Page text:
Community-based alcohol counselling: a randomized clinical trial

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Abstract:

ABSTRACT Aims To examine the effectiveness of a brief intervention (BI) and cognitive behaviour therapy (CBT) for alcohol abuse. Design A randomized trial with clients randomized within counsellors. Setting Community-based drug and alcohol counselling in Australia. Participants Of all new clients attending counselling, 869 (82%) completed a computerized assessment at their first consultation. Four hundred and twenty-one (48%) were defined as eligible, of whom 295 (70%) consented and were allocated randomly to an intervention. Of these, 133 (45%) were followed-up at 6 months post-test. Interventions BI comprised the elements identified by the acronym FRAMES: feedback, responsibility, advice, menu, empathy, self-efficacy. Face-to-face counselling time was not to exceed 90 minutes. CBT comprised six consecutive weekly sessions: introduction; cravings and urges; managing crises; saying ‘no’ and solving problems; emergencies and lapses; and maintenance. Total face-to-face counselling time was 270 minutes (six 45-minute sessions). Measurements Treatment outcomes are measured in terms of counsellor compliance, client satisfaction, weekly and binge consumption, alcohol-related problems, the AUDIT questionnaire and cost-effectiveness. Findings When analysed on an intention-to-treat basis and for those followed-up, treatment outcomes between BI and CBT were not statistically significantly different at pre- or post-test, whether considered as continuous or categorical variables. BI was statistically significantly more cost-effective than CBT and there was no difference between them in clients’ reported levels of satisfaction. Conclusion For low-dependence alcohol abuse in community settings, BI may be the treatment of choice.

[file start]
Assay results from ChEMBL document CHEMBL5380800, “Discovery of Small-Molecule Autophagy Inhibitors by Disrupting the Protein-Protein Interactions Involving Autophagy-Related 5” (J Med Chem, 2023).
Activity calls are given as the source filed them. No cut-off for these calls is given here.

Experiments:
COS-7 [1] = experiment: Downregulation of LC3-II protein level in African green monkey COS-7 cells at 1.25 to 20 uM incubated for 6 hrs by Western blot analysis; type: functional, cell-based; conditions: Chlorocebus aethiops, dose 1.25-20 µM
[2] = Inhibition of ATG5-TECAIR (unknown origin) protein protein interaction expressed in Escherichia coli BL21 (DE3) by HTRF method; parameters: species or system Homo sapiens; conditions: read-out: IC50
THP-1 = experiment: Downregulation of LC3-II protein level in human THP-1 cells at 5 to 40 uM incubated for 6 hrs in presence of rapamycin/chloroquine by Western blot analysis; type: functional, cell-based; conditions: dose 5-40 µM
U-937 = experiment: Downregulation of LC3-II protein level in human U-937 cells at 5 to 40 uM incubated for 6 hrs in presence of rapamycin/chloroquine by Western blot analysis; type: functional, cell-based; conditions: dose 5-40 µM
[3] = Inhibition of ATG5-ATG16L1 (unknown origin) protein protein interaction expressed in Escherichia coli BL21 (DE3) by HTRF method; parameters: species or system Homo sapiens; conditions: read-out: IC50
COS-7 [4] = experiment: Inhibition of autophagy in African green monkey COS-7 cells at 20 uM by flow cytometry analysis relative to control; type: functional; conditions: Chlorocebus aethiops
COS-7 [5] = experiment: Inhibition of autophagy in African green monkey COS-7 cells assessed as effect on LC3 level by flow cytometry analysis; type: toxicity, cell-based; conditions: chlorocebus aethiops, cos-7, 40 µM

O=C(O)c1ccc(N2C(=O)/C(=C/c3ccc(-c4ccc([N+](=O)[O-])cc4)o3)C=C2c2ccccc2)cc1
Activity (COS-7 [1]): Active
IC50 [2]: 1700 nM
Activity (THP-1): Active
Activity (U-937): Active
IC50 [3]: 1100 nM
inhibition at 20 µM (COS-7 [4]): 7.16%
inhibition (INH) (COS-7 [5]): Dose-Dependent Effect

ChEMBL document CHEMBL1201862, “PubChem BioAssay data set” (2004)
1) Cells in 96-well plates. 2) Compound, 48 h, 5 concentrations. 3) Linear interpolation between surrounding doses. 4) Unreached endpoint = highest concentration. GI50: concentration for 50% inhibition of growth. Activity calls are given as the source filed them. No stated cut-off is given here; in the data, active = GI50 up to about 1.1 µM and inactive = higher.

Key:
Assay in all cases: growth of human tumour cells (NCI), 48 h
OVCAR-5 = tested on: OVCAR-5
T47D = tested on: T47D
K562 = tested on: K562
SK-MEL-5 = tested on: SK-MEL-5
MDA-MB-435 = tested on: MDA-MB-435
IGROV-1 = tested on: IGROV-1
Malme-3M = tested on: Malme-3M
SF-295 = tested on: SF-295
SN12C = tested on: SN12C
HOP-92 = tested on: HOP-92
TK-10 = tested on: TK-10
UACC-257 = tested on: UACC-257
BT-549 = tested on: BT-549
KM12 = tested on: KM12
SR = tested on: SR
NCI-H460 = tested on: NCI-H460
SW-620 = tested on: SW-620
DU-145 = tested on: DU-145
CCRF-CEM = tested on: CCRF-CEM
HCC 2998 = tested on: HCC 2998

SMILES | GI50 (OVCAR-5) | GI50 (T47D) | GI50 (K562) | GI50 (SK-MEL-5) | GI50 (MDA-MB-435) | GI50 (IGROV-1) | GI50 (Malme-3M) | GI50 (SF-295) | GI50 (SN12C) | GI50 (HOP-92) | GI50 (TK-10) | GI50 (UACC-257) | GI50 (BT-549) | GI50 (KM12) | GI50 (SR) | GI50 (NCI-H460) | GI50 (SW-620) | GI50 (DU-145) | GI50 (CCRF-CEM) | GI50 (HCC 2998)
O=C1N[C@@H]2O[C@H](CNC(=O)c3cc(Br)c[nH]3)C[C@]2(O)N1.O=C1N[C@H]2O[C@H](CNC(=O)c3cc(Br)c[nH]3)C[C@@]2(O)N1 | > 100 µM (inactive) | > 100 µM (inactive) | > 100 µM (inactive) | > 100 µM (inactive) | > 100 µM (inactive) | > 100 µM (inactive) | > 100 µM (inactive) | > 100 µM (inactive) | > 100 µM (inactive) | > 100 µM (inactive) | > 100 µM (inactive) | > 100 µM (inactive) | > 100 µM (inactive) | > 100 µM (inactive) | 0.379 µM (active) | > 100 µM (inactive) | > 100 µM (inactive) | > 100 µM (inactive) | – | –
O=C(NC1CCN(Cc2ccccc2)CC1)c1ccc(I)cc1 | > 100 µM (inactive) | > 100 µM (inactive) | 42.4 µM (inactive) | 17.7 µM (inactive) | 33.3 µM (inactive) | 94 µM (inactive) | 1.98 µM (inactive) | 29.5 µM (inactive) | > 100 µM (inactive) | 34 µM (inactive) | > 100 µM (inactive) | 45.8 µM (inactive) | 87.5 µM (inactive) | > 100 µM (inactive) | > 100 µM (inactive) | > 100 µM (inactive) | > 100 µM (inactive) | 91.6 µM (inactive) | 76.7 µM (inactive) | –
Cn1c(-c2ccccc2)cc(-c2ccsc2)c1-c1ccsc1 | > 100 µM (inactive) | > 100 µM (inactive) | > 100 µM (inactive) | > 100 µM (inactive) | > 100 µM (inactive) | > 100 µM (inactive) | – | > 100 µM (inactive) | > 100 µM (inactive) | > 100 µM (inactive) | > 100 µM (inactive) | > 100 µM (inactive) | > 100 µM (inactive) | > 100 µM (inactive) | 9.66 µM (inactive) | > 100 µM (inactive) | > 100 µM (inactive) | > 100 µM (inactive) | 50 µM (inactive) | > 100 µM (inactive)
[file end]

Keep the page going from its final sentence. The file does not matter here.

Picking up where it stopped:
Keywords: community-based; intervention; randomized clinical trial;  Alcohol

Document Type: Research Article

DOI: http://dx.doi.org/10.1046/j.1360-0443.2002.00199.x

Affiliations: 1: National Drug and Alcohol Research Centre, University of NSW, Australia and National Health and Medical Research Council of Australia 2: Discipline of Psychology, School of Behavioural Sciences, University of Newcastle, Australia, 3: Hunter Centre for Health Advancement and University of Newcastle, Australia, 4: National Drug and Alcohol Research Centre, University of NSW, Australia 5: Faculty of Medicine and Health Sciences, University of Newcastle, Australia

Publication date: November 1, 2002

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